Manufacturing any plastic device or part through injection molding is an exact science with little tolerance of defects. Manufacturing plastic medical devices or components takes tolerance down a notch — to zero. The reason is obvious: any device that impacts the health of the user has to be perfect in every way.
Advantech is proud to manufacture US Food and Drug Administration Class II medical components and devices, some of which are being used by frontline healthcare workers fighting the pandemic. Here’s a primer of the different classes, as proscribed by the FDA:
First the boilerplate: The FDA defines any classified device or component as “an instrument, apparatus, implement, machine, contrivance, implant, in vitro reagent, or other similar or related article, including a component part or accessory” that is utilized for a diagnosis, cure, or treatment of a disease or injury. The common denominator of any classified medical device is that it directly or indirectly affects a human or animal body.
That definition encompasses a very wide range of healthcare related items — everything from pacemakers to tongue depressors.
Enter the three-tiered classification system: Class I, II, and III. Though the standards of each seem clear, there are substantial differences within the classes themselves. Take simple generic devices, such as medical trays or elastic bandages, for example — all 1,700 of them. They’re assigned to one of 16 medical panels, which are then attached to one of the three regulatory classes that spell out the degree of control needed to ensure the effectiveness and safety of the device.
differentiator between Class I, II, and III is risk: every medical device is classified by the risks associated with it. Class III devices have the highest risk and are usually those that penetrate or otherwise get inside the human body such as a pacemaker or a scalpel. But even with Class III scalpels there are different, sometime stricter safeguards. For example, a scalpel designed to cut the cornea has to be manufactured to a higher degree of perfection than a scalpel used for an appendectomy.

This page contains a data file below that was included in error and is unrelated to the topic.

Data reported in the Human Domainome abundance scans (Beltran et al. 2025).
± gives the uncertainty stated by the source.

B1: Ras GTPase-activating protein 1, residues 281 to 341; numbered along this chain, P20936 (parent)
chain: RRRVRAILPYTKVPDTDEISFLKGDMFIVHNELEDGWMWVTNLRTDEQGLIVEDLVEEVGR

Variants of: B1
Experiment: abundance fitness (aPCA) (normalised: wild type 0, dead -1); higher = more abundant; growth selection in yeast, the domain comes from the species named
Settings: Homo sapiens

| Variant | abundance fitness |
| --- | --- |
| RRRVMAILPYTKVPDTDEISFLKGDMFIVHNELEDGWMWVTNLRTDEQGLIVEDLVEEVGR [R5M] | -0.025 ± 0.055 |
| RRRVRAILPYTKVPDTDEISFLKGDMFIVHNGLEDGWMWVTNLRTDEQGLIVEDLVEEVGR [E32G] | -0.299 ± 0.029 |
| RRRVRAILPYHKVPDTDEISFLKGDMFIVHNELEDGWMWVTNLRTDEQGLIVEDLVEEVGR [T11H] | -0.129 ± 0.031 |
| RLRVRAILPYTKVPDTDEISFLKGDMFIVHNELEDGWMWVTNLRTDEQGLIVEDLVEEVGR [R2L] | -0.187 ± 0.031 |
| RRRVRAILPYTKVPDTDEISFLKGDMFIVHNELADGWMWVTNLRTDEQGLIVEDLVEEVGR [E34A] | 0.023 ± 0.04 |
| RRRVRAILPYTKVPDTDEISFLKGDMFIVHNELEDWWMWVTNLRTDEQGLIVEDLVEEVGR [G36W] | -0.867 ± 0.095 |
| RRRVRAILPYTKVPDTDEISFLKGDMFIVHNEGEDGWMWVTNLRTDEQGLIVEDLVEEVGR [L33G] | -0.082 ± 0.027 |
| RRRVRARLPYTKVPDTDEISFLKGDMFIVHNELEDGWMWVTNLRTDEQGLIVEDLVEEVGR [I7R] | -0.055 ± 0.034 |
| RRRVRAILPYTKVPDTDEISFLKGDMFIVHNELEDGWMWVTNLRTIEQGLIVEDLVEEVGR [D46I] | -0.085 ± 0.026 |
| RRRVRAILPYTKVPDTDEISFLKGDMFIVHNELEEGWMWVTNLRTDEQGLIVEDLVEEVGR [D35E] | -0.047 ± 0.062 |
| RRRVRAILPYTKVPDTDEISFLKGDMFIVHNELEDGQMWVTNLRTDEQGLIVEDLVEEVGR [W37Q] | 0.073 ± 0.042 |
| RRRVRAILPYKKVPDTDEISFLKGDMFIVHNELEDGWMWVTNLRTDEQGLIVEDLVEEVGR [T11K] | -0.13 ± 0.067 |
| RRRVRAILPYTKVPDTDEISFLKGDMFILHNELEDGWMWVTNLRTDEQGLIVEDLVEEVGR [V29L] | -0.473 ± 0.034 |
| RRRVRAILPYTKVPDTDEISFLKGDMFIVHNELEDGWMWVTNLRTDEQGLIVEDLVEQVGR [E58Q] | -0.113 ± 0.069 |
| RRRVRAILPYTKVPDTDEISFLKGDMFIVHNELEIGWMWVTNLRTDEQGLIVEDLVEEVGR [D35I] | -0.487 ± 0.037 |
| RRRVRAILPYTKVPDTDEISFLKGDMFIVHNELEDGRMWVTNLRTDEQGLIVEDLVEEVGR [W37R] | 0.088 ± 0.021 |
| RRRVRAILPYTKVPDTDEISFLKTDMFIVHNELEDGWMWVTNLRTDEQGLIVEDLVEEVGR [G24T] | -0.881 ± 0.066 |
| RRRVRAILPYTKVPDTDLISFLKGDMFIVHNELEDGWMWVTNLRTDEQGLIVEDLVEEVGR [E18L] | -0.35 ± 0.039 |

That said, here are the major differences between the three medical device classes:
Class I medical devices have a low to moderate risk to the patient and/or healthcare worker. Roughly half of medical devices fall under this category and for 95% of these, the regulatory process is waived. For Class I devices, a notification application before going to market is not necessary, nor is FDA clearance. The manufacturer, however, is required to register their company and manufacturing facility and list their generic product with the FDA. Examples of Class 1 devices include bedpans, enema kits, elastic bandages, and manual stethoscopes.
Class II medical devices have a moderate to high risk to the patient and/or healthcare worker. 43% of medical devices fall under this category. Most medical devices are considered Class II devices. Examples of Class II devices include powered wheelchairs and some pregnancy test kits. AdvanTech Plastics manufactures Class II devices and components such as nasal syringes, medical trays, healthcare-related container lids and more.
Class III medical devices have the highest risk to the patient and/or healthcare worker. These devices typically sustain or support life, penetrate the body in some fashion, and present the greatest risk of illness or injury if manufactured improperly. Class III devices represent just 10% of all medical devices and include implantable pacemakers and breast implants.
Plastic injection molding companies in Illinois and elsewhere are on the frontline producing the plastic medical devices the world needs to fight not only this pandemic but a myriad of other maladies affecting humankind.